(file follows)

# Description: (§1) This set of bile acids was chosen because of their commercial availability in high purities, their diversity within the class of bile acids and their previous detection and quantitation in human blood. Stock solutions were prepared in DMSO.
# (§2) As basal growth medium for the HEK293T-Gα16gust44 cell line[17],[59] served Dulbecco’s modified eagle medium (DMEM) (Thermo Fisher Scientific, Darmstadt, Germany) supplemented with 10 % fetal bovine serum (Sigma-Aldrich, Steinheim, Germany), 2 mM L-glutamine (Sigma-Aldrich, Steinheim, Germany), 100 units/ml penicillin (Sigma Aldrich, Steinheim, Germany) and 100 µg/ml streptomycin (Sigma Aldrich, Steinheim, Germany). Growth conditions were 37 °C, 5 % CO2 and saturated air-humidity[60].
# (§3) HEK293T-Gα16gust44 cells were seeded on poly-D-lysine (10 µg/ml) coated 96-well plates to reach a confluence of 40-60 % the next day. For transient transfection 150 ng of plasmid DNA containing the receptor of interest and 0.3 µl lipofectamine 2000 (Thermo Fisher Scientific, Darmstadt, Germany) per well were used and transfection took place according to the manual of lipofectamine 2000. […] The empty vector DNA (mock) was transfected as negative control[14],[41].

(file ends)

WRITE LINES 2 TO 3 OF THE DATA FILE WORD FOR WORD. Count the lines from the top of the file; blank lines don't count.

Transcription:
# (§2) As basal growth medium for the HEK293T-Gα16gust44 cell line[17],[59] served Dulbecco’s modified eagle medium (DMEM) (Thermo Fisher Scientific, Darmstadt, Germany) supplemented with 10 % fetal bovine serum (Sigma-Aldrich, Steinheim, Germany), 2 mM L-glutamine (Sigma-Aldrich, Steinheim, Germany), 100 units/ml penicillin (Sigma Aldrich, Steinheim, Germany) and 100 µg/ml streptomycin (Sigma Aldrich, Steinheim, Germany). Growth conditions were 37 °C, 5 % CO2 and saturated air-humidity[60].
# (§3) HEK293T-Gα16gust44 cells were seeded on poly-D-lysine (10 µg/ml) coated 96-well plates to reach a confluence of 40-60 % the next day. For transient transfection 150 ng of plasmid DNA containing the receptor of interest and 0.3 µl lipofectamine 2000 (Thermo Fisher Scientific, Darmstadt, Germany) per well were used and transfection took place according to the manual of lipofectamine 2000. […] The empty vector DNA (mock) was transfected as negative control[14],[41].